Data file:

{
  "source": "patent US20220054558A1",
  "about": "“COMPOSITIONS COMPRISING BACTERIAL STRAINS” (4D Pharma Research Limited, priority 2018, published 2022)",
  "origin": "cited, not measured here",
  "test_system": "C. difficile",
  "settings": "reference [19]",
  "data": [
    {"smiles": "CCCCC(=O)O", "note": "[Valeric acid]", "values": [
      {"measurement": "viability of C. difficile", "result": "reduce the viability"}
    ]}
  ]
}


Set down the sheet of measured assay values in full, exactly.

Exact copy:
{
  "source": "patent US20220054558A1",
  "about": "“COMPOSITIONS COMPRISING BACTERIAL STRAINS” (4D Pharma Research Limited, priority 2018, published 2022)",
  "origin": "cited, not measured here",
  "test_system": "C. difficile",
  "settings": "reference [19]",
  "data": [
    {"smiles": "CCCCC(=O)O", "note": "[Valeric acid]", "values": [
      {"measurement": "viability of C. difficile", "result": "reduce the viability"}
    ]}
  ]
}